Humans love to blame God for things that humans do. A letter to the editor in my local rag called out the state of North Carolina for attributing Duke of Hazardous’s tar sands spills as “acts of God” (the precise term was “natural disaster”), though it was the Duke, not God or nature, who failed to maintain the retention ponds which failed to retain.
At the Tampa Bay Times, Timothy Egan recalls visiting some 25 years ago the site of the recent mudslide in Washington. He points out that it, too, was no act of God, but an act of man.
Almost 25 years ago, I went into one of the headwater streams of the Stillaguamish with Pat Stevenson, a biologist with the American Indian tribe that bears the same name as the river and claims an ancient link to that land. The rain was Noah-level that day — just as it had been for most of March.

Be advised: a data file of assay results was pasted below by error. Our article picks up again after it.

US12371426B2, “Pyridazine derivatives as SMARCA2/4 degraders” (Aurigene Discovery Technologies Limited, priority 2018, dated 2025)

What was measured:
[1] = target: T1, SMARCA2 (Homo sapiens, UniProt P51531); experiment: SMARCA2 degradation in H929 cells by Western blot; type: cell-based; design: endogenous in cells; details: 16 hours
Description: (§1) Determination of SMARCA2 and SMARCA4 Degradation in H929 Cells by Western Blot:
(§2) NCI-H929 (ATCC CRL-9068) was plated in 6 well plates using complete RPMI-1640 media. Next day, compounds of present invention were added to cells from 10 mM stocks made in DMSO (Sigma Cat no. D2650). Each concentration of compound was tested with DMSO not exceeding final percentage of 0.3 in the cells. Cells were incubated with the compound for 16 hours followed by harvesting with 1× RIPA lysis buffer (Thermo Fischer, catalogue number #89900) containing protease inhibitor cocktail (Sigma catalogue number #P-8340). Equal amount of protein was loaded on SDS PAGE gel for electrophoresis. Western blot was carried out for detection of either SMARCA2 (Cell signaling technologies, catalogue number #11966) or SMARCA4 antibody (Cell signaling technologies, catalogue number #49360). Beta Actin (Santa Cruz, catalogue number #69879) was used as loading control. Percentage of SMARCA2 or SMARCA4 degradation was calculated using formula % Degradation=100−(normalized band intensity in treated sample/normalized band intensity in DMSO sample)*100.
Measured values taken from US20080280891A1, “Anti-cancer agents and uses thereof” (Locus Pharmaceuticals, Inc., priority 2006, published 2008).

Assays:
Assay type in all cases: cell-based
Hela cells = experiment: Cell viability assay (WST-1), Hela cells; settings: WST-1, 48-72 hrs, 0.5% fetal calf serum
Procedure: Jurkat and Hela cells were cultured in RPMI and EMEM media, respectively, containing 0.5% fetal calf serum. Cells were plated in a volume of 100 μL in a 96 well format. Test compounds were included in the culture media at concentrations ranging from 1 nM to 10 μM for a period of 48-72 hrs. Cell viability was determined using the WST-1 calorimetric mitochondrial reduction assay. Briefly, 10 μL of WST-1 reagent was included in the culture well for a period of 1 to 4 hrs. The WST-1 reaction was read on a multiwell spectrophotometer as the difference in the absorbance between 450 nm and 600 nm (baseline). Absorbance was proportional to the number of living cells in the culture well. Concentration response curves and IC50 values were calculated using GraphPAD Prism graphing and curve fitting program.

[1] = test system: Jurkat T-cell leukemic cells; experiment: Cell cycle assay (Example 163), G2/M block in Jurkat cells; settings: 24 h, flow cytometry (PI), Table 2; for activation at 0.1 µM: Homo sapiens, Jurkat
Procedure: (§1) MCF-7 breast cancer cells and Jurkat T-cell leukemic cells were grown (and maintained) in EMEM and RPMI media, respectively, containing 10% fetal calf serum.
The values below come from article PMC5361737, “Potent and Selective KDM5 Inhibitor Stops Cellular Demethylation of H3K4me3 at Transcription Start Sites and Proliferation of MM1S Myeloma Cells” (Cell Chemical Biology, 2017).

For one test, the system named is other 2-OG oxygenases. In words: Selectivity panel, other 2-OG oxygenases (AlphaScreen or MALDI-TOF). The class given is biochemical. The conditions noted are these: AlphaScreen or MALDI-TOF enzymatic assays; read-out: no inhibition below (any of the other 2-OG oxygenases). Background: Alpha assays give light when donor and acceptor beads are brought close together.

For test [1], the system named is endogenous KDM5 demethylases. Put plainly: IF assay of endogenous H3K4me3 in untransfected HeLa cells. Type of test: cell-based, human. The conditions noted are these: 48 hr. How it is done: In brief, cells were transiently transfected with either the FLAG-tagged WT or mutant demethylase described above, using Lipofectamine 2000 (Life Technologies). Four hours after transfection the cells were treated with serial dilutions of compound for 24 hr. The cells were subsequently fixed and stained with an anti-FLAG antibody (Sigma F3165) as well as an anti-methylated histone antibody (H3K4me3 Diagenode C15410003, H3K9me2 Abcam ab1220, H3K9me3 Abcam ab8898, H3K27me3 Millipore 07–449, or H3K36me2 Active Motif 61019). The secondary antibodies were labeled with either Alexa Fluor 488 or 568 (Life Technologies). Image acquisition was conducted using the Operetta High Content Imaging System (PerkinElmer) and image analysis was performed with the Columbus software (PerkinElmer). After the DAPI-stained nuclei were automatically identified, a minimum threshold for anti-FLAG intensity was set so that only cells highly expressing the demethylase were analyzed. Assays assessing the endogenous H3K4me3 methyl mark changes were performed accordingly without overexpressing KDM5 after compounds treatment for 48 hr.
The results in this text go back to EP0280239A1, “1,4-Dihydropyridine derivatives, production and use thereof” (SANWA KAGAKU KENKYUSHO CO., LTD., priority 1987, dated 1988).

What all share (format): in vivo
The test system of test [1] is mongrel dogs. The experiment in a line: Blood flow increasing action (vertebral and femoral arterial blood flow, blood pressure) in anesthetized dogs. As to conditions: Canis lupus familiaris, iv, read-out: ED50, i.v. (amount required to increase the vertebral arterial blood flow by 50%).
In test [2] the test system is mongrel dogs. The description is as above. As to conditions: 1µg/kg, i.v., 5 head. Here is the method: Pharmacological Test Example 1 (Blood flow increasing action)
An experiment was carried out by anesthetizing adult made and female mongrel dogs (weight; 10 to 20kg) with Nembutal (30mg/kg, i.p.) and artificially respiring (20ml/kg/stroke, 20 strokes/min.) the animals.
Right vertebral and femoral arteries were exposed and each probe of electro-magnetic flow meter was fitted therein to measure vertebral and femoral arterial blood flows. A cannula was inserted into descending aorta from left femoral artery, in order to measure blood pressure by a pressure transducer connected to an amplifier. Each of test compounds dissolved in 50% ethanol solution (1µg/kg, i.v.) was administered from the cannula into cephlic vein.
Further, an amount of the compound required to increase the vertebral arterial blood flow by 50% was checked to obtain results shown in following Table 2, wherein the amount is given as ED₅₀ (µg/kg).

Stevenson pointed uphill, to bare, saturated earth that was melting, like candle wax, into the main mudslide. Not long ago, this had been a thick forest of old growth timber. But after it was excessively logged, every standing tree removed, there was nothing to hold the land in place during heavy rains. A federal survey determined that nearly 50 percent of the entire basin above Deer Creek had been logged over a 30-year period. It didn’t take a degree in forestry to see how one event led to the other.
Persons do love to hide behind God to escape responsibility for their own evil, venality, and hate. Indeed, entire religions thrive on enabling persons to blame God for their own evil, venality, and hate.
Blaming God is a growth industry.